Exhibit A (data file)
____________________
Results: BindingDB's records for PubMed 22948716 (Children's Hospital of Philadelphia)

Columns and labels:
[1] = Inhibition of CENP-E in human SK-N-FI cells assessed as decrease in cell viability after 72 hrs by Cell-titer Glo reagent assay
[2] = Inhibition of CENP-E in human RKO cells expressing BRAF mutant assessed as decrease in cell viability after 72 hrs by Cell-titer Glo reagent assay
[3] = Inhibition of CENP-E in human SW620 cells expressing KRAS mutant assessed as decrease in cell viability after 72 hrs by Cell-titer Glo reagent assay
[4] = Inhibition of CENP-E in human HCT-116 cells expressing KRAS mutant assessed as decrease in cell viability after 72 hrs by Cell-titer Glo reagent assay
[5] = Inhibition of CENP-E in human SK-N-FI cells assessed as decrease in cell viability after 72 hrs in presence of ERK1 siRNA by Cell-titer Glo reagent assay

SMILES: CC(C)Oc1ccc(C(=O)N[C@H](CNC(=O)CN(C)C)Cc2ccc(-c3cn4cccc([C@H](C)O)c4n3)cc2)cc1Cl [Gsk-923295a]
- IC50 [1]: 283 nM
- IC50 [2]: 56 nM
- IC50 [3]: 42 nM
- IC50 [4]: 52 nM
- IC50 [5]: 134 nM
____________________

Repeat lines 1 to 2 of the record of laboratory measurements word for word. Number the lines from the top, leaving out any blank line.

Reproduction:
Results: BindingDB's records for PubMed 22948716 (Children's Hospital of Philadelphia)

Columns and labels: